Biden administration announces fresh round of Russia sanctions

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The White House on Thursday announced fresh sanctions on Russia in an effort to further punish Moscow for its invasion of Ukraine and crackdown on attempts to evade existing penalties.

New sanctions by the Treasury Department will target prominent Russian government and business officials, including Sergei Roldugin and his family members. Roldugin is a close associate of Russian President Vladimir Putin and manages Putin’s offshore finances, the White House said.

Treasury will also target the CEO of Imperial Yachts, which provides services to Putin’s inner circle, and the head of United Aircraft Corporation, a state-owned company that supports the Russian defense industry.

“The United States and our allies and partners are committed to supporting Ukraine and ensuring the Russian government feels the compounding effects of our economic actions,” the White House said in a statement. “Today the United States took further action, several of which have also been targeted by partners and allies, to crack down on evasion and tighten our sanctions to enhance enforcement and increase pressure on Putin and his enablers.”

The State Department is also adding sanctions against multiple wealthy Russians close to Putin, including God Nisanov, Alexey Mordashov and his family members, and Maria Zakharova. Mordashov has ties to one of Russia’s top steel producers, while Zakharova is a spokesperson for the Russian foreign ministry.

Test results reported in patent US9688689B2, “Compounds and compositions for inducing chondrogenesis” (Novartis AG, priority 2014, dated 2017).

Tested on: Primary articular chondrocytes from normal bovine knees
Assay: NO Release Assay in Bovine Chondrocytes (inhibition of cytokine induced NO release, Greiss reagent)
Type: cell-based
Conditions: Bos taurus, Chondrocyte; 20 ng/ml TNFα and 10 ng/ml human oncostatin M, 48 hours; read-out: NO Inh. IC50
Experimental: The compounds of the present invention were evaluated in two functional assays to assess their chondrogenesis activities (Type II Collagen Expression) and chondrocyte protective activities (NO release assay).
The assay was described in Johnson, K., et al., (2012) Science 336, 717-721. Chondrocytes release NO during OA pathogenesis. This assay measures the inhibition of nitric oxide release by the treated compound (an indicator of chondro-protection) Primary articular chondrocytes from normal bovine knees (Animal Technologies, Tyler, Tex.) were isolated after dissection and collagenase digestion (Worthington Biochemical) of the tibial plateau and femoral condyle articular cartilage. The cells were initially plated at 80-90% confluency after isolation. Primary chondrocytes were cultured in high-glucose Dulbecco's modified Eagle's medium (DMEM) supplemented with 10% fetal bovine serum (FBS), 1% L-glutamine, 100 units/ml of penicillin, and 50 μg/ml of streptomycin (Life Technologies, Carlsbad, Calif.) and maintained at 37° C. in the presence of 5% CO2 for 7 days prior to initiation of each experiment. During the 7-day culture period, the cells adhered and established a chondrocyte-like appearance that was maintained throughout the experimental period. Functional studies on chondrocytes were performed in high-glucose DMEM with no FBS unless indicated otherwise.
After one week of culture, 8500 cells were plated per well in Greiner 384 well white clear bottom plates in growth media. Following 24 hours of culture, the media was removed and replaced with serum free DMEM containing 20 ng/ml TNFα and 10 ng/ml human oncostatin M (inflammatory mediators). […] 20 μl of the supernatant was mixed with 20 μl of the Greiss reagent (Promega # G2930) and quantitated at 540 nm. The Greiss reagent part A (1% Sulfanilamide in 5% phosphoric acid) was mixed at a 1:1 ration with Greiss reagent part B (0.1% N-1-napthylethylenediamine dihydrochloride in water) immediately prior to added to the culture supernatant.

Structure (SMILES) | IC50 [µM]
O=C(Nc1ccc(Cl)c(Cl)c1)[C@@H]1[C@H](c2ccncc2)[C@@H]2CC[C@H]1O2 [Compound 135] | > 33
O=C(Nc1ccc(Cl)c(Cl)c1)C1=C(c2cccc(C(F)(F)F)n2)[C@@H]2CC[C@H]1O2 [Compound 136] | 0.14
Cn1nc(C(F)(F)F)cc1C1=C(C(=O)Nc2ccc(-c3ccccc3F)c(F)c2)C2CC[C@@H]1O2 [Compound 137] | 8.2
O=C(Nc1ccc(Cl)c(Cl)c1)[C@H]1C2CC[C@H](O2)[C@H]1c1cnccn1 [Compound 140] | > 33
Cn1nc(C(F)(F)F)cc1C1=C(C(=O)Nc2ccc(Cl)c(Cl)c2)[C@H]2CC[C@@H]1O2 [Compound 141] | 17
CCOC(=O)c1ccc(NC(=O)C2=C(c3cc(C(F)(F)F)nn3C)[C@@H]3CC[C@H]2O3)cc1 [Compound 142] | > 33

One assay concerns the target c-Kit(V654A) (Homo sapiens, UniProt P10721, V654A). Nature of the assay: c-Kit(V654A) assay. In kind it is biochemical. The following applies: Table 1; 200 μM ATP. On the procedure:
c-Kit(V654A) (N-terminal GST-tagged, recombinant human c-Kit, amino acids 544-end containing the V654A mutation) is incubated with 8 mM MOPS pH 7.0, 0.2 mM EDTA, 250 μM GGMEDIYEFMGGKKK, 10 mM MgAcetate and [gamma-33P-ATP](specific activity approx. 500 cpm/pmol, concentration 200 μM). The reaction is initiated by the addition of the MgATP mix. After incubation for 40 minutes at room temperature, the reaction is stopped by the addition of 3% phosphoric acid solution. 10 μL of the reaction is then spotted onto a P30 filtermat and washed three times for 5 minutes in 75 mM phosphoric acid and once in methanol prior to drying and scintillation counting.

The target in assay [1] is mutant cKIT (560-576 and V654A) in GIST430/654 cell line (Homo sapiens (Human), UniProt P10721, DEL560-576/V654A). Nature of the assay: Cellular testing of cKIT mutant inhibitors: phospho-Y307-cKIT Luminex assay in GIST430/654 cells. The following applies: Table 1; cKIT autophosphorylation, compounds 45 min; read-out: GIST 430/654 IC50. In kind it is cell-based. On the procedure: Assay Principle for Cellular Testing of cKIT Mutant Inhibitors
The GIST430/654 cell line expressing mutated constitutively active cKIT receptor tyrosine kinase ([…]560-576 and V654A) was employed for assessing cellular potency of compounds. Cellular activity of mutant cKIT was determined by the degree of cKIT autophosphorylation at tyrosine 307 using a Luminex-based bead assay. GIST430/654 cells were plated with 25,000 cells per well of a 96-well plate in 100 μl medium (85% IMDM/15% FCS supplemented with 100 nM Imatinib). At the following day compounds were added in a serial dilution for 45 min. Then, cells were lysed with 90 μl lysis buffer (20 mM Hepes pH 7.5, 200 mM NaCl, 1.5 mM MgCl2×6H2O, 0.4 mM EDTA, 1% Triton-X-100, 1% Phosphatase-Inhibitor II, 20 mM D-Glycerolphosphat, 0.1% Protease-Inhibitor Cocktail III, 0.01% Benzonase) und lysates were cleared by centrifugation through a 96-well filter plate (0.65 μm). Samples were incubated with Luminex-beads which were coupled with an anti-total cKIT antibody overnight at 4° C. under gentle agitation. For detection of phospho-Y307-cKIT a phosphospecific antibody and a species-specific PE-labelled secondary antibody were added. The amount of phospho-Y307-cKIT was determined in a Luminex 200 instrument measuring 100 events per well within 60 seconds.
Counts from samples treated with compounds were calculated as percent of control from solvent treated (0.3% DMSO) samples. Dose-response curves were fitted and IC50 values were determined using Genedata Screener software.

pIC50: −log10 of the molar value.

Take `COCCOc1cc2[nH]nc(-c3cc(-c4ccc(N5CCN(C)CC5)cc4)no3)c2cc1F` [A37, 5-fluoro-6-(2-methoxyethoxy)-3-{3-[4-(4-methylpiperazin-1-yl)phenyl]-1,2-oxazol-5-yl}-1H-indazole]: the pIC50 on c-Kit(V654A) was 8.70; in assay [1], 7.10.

Finally, the Commerce Department is imposing further restrictions on the Russia’s ability to obtain technologies and other materials needed to support its invasion of Ukraine. Thursday’s actions add 71 parties located in Belarus and Russia to the Entity List, which cuts them off from obtaining products made using U.S. technology or software.

Thursday’s sanctions are the latest measures in a months-long campaign by the White House and its international partners to pressure Russia over its invasion of Ukraine, which began in February.

The Biden administration has cut off Russian energy imports, sanctioned Putin and dozens of his close allies, seized assets of wealthy Russians and targeted various aspects of the Russian economy in a bid to squeeze Moscow over its decision to invade Ukraine.

The administration has also authorized multiple rounds of security assistance for Ukraine to boost its military on the battlefield. Officials announced Tuesday it will send long-range rocket systems as part of a fresh $700 million weapons package.

Still, the war has dragged on with no clear end in sight.

“Americans will stay the course with the Ukrainian people because we understand that freedom is not free,” Biden wrote in an op-ed in The New York Times this week. “Vladimir Putin did not expect this degree of unity or the strength of our response. He was mistaken. If he expects that we will waver or fracture in the months to come, he is equally mistaken.”

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